Jaded at CES? | Josh Bolinger
In Tech by Josh Bolinger | March 1, 2014

Josh Bolinger onJaded at CES?

I have heard the grumblings.

About how anti-climatic CES has become. That CES used to be an event you attended to be amazed by what the future is going to look like. That now, it’s more of the previous year… but bigger, thinner, faster. That there are no major innovations.

Technology is progressing so quickly that we’ve lost some appreciation for it. We wouldn’t be shocked if the hover board came out next week, butnot too long ago the idea of a flatscreen TV or a phone with no buttons was absolutely crazy. So, I want to take a moment to applaud what CES showed us this year:

  • Revolv – finally home automation is here. For years I have fantasized about this and I am very impressed by this creation. Too bad I didn’t get to work on it.
  • Audi’s A7 drives and parks itself. There is nothing I want more in this world than a car that drives itself. That’s more time I can get work done, and subsequently more free time with my family. I drive two to four hours a day, and then have work to do at home almost every night and weekend. Getting rid of the work while the drive happens would be heaven. Not to mention the shorter drive from reductions in traffic, and (hopefully) virtually eliminating accidents. Does bring a new meaning to “system crash,” though.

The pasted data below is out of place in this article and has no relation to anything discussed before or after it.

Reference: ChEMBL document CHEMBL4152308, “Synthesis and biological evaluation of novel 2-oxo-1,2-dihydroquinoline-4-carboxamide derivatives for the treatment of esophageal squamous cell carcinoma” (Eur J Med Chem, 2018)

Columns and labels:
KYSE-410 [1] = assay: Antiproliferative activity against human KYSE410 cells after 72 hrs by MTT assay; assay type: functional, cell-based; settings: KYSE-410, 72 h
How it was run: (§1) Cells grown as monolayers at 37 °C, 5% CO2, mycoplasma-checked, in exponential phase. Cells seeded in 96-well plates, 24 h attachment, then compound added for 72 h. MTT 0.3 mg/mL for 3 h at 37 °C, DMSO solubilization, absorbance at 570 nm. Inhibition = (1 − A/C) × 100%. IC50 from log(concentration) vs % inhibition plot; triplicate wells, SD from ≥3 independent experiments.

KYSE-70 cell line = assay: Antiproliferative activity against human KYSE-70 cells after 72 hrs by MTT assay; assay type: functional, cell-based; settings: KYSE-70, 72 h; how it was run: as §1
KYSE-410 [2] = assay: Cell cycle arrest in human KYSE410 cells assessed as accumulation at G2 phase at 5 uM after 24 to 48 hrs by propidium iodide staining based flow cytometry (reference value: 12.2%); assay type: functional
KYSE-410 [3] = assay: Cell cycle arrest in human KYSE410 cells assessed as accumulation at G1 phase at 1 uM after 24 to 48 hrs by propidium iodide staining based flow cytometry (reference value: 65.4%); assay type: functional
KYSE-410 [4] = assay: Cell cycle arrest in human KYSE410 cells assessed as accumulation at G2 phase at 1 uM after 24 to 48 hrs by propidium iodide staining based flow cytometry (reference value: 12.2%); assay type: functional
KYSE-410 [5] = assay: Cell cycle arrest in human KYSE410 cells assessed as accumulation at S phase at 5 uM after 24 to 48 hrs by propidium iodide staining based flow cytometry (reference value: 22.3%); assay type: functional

• The MYO gesture control armband makes a groundbreaking move towards controlling your electronics – with an open API or SDK. This thing could really change things!
  • Kolibree toothbrush tells you how well you’ve brushed your teeth and if you missed any spots. Im a big advocate for health technology and this simple little creation might put dentists’ teeth on edge.
  • Tactus brings texture on call to touchscreen glass. Its a pretty incredible idea that could open the door for huge advancements for the visually impaired, plus it’s anyone’s guess what gamers will do with it.

No one is a bigger proponent of large-scale change and taking big risks to make bid differences in our lives. But it’s important that we don’t get jaded, and start seeing everything as just a refinement, either.

Of course, just like everyone else, I’m still waiting for my flying car.

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